Exercise promotes neuron formation from precursors possibly mediated by increased platelets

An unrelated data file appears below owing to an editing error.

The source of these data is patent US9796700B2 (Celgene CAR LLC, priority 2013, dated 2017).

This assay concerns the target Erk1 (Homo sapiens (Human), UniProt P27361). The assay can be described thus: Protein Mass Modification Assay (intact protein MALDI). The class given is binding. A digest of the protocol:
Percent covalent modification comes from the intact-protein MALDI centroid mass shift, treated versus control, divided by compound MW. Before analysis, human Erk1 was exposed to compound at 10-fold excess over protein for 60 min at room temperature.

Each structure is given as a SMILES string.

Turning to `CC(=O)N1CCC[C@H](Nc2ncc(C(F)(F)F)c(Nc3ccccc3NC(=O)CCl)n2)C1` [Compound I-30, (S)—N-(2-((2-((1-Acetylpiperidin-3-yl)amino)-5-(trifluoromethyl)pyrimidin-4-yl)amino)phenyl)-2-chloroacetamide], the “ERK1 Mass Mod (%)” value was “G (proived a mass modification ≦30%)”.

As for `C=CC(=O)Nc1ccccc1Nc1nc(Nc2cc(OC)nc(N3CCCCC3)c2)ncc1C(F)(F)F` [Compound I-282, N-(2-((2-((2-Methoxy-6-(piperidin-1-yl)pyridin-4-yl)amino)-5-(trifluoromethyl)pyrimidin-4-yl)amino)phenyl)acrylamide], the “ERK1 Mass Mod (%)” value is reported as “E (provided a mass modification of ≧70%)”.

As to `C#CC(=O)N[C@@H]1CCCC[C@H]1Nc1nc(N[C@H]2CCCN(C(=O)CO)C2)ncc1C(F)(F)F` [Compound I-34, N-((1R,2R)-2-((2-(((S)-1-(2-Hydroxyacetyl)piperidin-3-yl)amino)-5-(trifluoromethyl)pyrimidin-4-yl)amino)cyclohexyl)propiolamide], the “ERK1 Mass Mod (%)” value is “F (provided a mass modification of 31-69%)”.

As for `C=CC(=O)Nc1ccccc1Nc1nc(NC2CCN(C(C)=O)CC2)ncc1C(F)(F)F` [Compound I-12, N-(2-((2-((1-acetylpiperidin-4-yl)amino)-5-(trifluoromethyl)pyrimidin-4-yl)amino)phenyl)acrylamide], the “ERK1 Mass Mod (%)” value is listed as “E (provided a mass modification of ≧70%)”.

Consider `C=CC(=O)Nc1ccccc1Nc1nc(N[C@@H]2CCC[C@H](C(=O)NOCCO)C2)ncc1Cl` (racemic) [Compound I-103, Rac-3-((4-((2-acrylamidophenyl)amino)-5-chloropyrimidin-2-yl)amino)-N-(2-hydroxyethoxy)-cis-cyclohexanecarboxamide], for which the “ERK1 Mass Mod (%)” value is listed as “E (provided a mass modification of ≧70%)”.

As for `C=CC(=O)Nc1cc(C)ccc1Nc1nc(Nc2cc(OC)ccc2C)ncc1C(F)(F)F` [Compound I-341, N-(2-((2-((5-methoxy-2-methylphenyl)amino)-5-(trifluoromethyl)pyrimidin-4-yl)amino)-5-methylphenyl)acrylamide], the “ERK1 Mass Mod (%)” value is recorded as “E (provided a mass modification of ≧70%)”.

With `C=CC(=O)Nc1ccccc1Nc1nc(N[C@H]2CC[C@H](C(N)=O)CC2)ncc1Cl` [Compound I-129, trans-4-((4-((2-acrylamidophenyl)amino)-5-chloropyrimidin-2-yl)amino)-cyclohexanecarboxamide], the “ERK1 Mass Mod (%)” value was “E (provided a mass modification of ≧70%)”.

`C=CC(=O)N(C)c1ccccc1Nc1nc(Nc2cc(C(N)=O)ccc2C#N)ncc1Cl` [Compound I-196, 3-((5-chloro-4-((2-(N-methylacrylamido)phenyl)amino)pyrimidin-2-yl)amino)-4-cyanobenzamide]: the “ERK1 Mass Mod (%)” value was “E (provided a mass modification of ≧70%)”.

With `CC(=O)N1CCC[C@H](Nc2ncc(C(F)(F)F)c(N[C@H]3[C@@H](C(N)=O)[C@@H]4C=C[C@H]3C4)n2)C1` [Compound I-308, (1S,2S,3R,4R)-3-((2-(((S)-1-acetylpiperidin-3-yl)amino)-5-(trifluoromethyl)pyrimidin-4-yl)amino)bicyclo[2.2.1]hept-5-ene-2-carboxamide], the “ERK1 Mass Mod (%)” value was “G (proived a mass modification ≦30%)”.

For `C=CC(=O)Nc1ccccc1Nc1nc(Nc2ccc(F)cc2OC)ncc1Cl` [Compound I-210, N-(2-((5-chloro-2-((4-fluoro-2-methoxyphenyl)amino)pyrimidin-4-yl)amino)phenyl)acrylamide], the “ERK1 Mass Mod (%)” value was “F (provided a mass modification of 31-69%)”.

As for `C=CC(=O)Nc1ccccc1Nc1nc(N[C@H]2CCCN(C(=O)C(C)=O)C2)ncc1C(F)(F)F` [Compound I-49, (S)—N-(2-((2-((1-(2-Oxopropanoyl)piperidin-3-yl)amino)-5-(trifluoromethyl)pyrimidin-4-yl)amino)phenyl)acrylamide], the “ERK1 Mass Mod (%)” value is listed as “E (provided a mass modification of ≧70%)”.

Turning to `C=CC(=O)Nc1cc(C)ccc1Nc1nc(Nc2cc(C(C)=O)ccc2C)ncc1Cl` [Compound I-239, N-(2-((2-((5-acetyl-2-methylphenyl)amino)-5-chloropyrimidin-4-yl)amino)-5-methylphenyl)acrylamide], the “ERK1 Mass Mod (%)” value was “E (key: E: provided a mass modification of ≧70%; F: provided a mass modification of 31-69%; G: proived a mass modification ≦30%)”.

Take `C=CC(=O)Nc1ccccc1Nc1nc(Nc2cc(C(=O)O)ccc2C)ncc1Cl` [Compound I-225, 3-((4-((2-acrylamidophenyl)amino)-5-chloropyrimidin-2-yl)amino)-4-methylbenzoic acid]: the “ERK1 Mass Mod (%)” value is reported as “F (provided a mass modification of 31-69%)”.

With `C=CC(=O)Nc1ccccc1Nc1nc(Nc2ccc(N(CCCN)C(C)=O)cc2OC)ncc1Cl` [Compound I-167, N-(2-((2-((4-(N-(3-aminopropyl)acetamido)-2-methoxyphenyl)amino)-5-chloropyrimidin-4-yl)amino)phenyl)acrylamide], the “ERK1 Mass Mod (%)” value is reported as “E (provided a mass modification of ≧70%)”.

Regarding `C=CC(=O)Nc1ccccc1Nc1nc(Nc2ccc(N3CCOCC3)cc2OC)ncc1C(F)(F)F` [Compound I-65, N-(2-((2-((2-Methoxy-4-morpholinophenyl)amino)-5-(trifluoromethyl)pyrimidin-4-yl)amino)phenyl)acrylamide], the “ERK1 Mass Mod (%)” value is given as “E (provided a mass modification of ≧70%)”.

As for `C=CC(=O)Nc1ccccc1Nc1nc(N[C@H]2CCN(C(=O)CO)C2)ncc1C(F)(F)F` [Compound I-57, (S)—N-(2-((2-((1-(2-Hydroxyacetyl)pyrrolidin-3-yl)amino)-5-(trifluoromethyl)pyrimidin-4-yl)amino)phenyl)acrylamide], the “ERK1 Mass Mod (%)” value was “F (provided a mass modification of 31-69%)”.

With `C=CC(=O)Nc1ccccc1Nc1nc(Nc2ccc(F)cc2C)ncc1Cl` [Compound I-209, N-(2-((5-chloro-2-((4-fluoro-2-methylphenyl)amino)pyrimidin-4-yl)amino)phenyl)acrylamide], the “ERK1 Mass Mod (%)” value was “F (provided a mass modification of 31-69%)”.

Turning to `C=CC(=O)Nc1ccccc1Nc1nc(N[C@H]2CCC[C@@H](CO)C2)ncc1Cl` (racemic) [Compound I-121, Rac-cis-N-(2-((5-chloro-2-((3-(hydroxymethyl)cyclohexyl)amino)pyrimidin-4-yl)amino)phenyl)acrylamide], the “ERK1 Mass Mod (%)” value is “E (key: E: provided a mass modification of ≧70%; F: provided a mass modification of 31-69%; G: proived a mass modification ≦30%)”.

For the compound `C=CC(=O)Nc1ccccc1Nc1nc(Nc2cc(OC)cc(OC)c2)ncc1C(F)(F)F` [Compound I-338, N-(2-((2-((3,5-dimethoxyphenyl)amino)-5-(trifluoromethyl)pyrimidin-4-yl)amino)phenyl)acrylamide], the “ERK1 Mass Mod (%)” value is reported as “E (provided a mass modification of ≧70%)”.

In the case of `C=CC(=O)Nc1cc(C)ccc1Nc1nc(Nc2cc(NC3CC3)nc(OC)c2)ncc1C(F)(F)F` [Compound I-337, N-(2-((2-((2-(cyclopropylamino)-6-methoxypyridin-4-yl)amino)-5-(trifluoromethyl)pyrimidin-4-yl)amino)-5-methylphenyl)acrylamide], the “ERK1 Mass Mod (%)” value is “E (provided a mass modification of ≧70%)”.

Exercise improves our health in many ways, potentially even boosting our ability to produce more neurons. In mice, exercise causes an increase in stem cells known as neural precursor cells (NPCs), found in a part of the brain's hippocampus, the dentate gyrus, which may give rise to new neurons during adulthood. Recent research suggests this is linked to changes in their blood, particularly their platelets, small blood cells responsible for blood clotting after injury. Mice given access to running wheels possessed more activated platelets, with different properties and protein content, than mice that had not exercised. In laboratory tests, blood serum from those active mice stimulated the multiplication of cultured NPCs (pictured, with cell nuclei in blue), while activated platelets even encouraged more cells to become neurons (in red). How exactly they do so remains unclear, but platelets may form an important link, passing the benefits of exercise onto the brain.
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